Use this URL to cite or link to this record in EThOS: http://ethos.bl.uk/OrderDetails.do?uin=uk.bl.ethos.677334
Title: Factors influencing academics' use of microblogging in higher education
Author: Ahmad Kharman Shah, Nordiana
ISNI:       0000 0004 5368 6384
Awarding Body: University of Sheffield
Current Institution: University of Sheffield
Date of Award: 2015
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Abstract:
Twitter is one of the most widely used social media tools, increasingly the object of academic research but also in use by academics themselves in their daily professional practice (Focus, 2010; Gerber, 2012; Lupton, 2014; Rowlands, Nicholas, Russell, Canty, & Watkinson, 2011). A number of empirical studies have been conducted to identify the uses and benefits of Twitter by scholars, at a general level. Among its core benefits appear to be that it offers a professional and scientific conversation channel, a means for sharing research ideas and increased research visibility, bridging geographical distances among academics community and practitioners; the facilitation of global partnerships in research; augmentation of teaching and learning; and the strengthening of academics’ engagement with public audiences, enhancing academic esteem and self-promotion (Lupton, 2014; Pearce, Weller, Scanlon, & Kinsley, 2010; Veletsianos & Kimmons, 2012a; Veletsianos, 2013). However, there has been little qualitative research on how academics practice Twitter (Kieslinger, Ebner, & Wiesenhofer, 2011; Lupton, 2014; Veletsianos, 2011, 2013). In this context, the aim of the study was to explore academics’ adoption and use of Twitter in UK Higher Education and the factors that influence their use of it. The study employed a qualitative method within an interpretive methodology (Mason, 2002; Miles & Huberman, 1994). A semi-structured interview was the main method of data collection; complemented by digital observation and interview observation. A total of 28 academics from five faculties at The University of Sheffield (UoS) were interviewed. A thematic approach was taken to data analysis (Braun & Clarke, 2006). Findings captured detailed trajectories of academics’ Twitter use and six main themes emerged in the findings, namely: (1) the characteristics of Twitter users, (2) immediate drivers to adopt Twitter, (3) the pattern of adoption, (4) the range of Twitter uses, (5) temporal and behavioural patterns of Twitter use and (6) academic concerns over using Twitter. In addition, the study explores how attributes of the platform and technology affordances have key roles in shaping the practice. The study found that academics’ participation on Twitter is complex and multifaceted. Academics engage with Twitter for different purposes mainly in pursuit of academic interests and not for personal use. Findings identified nine types of Twitter use namely: (1) communication; (2) dissemination; (3) pedagogical activities; (4) building relationships and maintaining networks; (5) performing digital identity; (6) taking micro-breaks; (7) information seeking and gathering; (8) learning and (9) coordinating or amplifying other social media and website use. They perform these activities in strategic ways through a certain routines and develop approaches in managing its use. However, there is no simple formula to carrying out these activities. From a broader perspective, this study recognised two different views of the academic experience in relation to technology that could be relevant also to microblogging: a pessimistic and an optimistic view. Twitter use reflects issues identified by pessimistic commentators relating to the challenges faced by modern academics, such as: increasing competition to produce more quality and ‘impactful’ research; an agenda of excellence in teaching; pressure for public engagement; the rise of the academic ‘portfolio CV’; the research excellence framework (REF); and the wider effects of globalisation and the neoliberalism agenda (Henkel 2005; Clegg et al. 2003; Selwyn 2007; Fanghanel & Trowler 2008; Fanghanel 2011; Clegg 2012; Lorenz 2015). All these could be thought to affect how microblogging is taken up. On balance however, the experience of academics reflected more optimistic views of the impact of technology in Higher Education (Kirkup, 2010; Pearce et al., 2010; Scanlon, 2014; Veletsianos & Kimmons, 2012c; Veletsianos, 2013; M. Weller, 2011). Interviewees saw themselves as innovators and use Twitter as a vehicle to respond to the heavy workload that burdens them and they found the tools support their work in convenient and effective ways. The research makes a number of practical recommendations, providing suggestions to stakeholders in higher education such as institutions, academics and software developers. These include recommendations to provide staff with social media awareness training, promoting policies and guidelines for effective use for academics work including teaching activity, fostering take up through ‘key evangelist’ and promotional activities, offering helpdesk support, and teaching staff to anticipate risks such as managing social etiquette on Twitter. From a technical perspective, the study could inform the future design of technologies to support academic work.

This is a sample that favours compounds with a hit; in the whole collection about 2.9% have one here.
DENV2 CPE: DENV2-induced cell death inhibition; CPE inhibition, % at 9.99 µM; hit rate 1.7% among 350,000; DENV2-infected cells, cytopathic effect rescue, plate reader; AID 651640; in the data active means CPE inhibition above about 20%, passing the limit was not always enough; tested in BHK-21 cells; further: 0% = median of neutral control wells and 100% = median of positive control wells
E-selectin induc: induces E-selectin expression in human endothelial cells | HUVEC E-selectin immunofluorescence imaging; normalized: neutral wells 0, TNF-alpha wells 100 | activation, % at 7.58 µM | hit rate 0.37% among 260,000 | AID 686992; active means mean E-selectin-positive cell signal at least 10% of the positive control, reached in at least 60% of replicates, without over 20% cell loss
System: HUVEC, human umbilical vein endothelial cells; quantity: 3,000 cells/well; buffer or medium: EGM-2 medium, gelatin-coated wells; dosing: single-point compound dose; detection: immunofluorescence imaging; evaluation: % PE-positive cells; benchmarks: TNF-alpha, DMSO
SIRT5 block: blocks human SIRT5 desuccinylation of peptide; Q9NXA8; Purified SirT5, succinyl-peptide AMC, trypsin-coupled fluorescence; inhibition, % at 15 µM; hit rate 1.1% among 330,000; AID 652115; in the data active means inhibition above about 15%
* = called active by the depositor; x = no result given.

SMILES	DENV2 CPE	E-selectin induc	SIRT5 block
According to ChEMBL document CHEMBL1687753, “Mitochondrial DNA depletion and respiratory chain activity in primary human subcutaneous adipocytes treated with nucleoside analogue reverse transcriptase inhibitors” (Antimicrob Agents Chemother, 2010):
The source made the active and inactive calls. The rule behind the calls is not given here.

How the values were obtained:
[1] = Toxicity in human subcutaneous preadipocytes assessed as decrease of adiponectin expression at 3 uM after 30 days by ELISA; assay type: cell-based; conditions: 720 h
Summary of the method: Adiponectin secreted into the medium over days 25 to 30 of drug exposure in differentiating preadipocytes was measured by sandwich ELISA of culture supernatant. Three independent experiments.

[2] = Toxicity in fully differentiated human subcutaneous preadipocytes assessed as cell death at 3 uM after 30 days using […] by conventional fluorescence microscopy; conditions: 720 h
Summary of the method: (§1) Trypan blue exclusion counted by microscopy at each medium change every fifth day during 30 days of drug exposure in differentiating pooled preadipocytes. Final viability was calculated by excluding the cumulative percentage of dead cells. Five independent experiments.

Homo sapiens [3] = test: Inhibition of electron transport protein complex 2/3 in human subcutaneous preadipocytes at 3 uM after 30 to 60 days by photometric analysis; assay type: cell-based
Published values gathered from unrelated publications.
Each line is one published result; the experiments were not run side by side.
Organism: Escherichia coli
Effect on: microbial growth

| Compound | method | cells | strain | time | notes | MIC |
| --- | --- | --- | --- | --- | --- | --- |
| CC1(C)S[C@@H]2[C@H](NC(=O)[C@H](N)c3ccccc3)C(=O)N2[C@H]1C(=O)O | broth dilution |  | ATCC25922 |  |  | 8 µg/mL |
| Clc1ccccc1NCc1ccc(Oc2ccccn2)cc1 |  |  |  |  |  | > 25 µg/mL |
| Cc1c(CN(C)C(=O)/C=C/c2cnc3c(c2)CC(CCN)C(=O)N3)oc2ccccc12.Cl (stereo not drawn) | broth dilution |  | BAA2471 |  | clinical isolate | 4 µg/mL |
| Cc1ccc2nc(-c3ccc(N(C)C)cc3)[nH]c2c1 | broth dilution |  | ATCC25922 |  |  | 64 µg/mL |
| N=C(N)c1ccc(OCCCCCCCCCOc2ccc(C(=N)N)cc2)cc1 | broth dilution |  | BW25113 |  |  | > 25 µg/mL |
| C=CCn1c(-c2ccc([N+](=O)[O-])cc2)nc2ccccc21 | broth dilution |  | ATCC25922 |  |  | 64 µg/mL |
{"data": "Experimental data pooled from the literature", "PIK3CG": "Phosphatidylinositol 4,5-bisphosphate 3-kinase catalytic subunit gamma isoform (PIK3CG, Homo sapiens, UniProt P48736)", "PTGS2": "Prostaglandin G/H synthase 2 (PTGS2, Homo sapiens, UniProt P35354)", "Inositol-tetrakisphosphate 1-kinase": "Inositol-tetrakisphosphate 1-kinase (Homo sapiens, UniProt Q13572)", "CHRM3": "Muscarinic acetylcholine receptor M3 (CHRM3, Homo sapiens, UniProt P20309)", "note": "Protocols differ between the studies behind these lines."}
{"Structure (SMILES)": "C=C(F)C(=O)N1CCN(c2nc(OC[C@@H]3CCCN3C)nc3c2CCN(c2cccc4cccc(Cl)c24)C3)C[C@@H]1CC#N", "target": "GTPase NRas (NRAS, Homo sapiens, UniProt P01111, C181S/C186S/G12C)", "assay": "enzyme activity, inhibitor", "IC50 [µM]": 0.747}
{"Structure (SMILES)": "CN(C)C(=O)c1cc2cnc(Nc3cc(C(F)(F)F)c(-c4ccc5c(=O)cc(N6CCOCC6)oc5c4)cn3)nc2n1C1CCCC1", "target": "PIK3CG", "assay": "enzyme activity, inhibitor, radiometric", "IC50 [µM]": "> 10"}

Supervisor: Cox, Andrew M. Sponsor: Not available
Qualification Name: Thesis (Ph.D.) Qualification Level: Doctoral
EThOS ID: uk.bl.ethos.677334  DOI: Not available
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